• 9. NON-PATENTABLE ITEMS CONTD.  any mathematical , business method , computer program or algorithms  any literary, dramatic, musical or artistic work , aesthetic creation , cinematographic works or television productions  an invention which is a traditional knowledge or which is an aggregation or duplication of known properties of traditionally known component or components  a substance obtained by a mere admixture resulting only in the aggregation of the properties of the components or a process for producing such substance  the mere arrangement or re-arrangement or duplication of known devices each functioning independently of one another in a known way;
  • 10. IMPORTANT AMENDMENTS • Patent right can be claimed on a Product or a Process. For e.g. Antibiotic is a product and its preparation is a chemical process. • But, prior to 2005 Amendment of Patent Act, in India an individual could claim patent for process only and not product. Reason-industrial development , affordable price , reverse engineering esp. in the pharmaceutical industry. • Certain products which could not claim patent were- food, medicine, alloys , optical glass, semi-conductors and inter- metallic compounds
  • 11. IMPORTANT AMENDMENTS • Due to the intervention of GATT , the distinction between product and process was done away with w.e.f. January 1 , 2005. • Earlier seeds and organisms could not be patented, but after TRIPs recommendations India enacted a separate Act-Biological Diversity Act , 2002 to protect the rights of breeders and innovators of new forms of seeds and plants. • Prior to Jan.,2005 Amendment , patent right was conferred for 14 years . But, now it has been raised to 20 years.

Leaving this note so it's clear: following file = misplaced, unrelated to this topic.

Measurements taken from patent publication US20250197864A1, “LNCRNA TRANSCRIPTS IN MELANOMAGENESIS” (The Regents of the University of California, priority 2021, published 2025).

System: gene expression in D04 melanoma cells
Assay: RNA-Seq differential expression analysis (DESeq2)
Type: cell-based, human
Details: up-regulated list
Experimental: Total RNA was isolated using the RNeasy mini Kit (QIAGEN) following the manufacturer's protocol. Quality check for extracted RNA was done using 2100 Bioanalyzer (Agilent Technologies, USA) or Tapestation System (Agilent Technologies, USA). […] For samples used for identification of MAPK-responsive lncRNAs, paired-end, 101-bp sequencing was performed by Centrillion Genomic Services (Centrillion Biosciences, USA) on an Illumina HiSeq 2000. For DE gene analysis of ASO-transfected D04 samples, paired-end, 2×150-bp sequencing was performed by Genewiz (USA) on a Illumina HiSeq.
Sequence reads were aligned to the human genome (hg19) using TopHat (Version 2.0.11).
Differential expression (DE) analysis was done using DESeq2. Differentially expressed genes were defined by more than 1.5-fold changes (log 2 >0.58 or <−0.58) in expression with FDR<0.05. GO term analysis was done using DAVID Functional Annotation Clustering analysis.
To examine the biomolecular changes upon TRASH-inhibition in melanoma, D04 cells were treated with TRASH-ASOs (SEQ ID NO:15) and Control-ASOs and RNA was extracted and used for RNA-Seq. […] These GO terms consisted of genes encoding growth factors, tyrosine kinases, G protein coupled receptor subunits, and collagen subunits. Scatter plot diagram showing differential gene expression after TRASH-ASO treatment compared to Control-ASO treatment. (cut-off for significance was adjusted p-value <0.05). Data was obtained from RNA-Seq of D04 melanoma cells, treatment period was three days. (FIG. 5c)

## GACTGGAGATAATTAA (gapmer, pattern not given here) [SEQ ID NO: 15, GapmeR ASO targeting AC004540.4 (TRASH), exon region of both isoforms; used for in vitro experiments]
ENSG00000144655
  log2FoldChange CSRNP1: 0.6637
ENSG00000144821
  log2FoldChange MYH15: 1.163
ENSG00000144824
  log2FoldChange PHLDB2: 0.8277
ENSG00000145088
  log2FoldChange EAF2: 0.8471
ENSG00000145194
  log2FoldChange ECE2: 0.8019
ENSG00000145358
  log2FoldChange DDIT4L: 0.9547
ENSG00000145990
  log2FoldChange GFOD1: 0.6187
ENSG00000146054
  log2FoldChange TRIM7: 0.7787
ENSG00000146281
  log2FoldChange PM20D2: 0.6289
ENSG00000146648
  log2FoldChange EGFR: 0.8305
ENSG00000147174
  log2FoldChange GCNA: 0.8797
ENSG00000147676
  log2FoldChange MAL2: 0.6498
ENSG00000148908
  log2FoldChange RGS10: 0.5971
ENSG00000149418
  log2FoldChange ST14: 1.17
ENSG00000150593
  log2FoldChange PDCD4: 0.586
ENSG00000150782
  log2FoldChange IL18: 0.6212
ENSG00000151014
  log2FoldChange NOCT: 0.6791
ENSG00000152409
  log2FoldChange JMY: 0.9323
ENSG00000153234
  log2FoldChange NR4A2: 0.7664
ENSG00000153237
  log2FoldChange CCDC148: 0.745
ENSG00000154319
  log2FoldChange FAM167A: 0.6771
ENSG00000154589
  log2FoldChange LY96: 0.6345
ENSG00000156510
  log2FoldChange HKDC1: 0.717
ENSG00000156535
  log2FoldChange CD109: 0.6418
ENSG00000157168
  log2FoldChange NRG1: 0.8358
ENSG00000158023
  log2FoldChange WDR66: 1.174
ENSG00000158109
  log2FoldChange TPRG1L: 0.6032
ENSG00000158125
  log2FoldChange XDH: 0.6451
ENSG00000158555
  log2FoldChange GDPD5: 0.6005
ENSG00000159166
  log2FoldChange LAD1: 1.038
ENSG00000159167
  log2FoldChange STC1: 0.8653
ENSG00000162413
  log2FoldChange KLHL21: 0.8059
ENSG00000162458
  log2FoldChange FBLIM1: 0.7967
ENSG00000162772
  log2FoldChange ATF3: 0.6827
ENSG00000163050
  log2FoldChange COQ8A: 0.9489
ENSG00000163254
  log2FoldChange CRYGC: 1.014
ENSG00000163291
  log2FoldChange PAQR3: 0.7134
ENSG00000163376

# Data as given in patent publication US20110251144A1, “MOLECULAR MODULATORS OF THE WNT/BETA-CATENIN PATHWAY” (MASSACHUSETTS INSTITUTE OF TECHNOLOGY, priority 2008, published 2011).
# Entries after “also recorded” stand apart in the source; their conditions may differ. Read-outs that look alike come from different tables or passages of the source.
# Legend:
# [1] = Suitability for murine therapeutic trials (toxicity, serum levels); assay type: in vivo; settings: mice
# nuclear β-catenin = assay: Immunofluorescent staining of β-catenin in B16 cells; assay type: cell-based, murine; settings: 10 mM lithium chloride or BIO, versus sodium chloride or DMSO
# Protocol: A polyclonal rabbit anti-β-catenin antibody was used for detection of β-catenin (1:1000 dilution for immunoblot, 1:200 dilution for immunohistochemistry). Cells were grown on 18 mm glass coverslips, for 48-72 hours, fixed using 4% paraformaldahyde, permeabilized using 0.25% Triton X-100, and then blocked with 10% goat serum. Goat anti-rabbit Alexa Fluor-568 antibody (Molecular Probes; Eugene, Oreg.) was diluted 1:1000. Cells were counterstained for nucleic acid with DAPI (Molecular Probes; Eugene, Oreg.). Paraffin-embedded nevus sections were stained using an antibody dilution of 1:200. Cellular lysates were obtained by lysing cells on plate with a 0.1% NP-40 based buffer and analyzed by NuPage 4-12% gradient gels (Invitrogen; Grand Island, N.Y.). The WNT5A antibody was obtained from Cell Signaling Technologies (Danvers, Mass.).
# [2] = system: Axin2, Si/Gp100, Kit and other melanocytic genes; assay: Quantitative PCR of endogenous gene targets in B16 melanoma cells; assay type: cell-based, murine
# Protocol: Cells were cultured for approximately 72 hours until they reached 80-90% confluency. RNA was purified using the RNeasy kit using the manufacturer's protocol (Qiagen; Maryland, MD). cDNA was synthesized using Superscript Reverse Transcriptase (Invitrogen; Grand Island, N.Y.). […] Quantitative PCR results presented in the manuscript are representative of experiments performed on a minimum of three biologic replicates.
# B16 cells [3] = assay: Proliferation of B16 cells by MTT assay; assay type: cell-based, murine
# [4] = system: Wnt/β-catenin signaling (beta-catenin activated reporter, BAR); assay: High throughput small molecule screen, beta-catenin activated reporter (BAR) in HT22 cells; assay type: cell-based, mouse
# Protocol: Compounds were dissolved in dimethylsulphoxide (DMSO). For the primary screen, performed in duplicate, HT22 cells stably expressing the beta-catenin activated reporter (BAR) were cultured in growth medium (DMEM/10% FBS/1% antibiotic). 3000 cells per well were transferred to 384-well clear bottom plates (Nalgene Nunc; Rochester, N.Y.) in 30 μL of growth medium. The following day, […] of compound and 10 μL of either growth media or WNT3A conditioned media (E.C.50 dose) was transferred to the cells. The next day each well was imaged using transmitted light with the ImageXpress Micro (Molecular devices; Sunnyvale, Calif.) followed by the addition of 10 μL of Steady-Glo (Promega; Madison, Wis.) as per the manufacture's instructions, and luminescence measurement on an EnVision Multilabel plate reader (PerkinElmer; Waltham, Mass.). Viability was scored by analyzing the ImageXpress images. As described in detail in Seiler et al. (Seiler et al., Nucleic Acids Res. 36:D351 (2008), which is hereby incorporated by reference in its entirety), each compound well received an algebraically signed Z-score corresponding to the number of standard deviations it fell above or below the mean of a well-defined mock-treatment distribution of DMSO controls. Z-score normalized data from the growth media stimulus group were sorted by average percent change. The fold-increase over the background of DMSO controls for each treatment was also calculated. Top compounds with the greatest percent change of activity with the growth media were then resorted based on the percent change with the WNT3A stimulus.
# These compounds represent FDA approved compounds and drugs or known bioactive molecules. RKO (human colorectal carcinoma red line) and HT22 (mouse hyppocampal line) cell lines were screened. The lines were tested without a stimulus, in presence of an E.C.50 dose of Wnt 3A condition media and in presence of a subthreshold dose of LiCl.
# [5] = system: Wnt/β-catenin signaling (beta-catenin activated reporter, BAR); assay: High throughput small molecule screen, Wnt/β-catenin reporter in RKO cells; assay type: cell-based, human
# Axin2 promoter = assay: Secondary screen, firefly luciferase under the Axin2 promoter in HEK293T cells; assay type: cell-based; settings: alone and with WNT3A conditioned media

• 12. GRANT OF PATENT PROCESS
  • 13. WORKING OF PATENT COMPULSORY LICENSING • Prior to 2005 Amendments , a patentee was given a 3-year period to put the invention into use. • If during this time ‘reasonable requirements of the public are not satisfied or the prices charged are unreasonable’ , then the Controller of Patents on the application by the CG would endorse the remark ’ Licences of Right’ against the invention in the register and advertise it in the official gazette. • For products like food , drug and medicines , Licences of Right was deemed endorsed after the expiry of 3 years. • But, as per TRIPs recommendations, there has been significant changes made regarding compulsory licensing by the 2002 Amendment.
  • 14. INTERNATIONAL ARRANGEMENTS • Chapter XXII of the Act provides international arrangement with countries outside India • This arrangement grants the patentee-citizen of that country to have similar rights and privileges as are granted to the patentee-citizen of India . E.g. India is member of the Paris Convention . • Accordingly , the Central Govt. declares in the Official Gazette such country to be a convention country for the purpose of this Act.
  • 15. SUITS & APPEALS • Suits concerning infringement of patent shall be file in District Court. • But , if the counter claim for revocation of patent is made by the defendant , then the suit shall be transferred to the High Court. • Appeals can be filed against the decision of the Controller of Patents to the Appellate Board formed by the Central Government.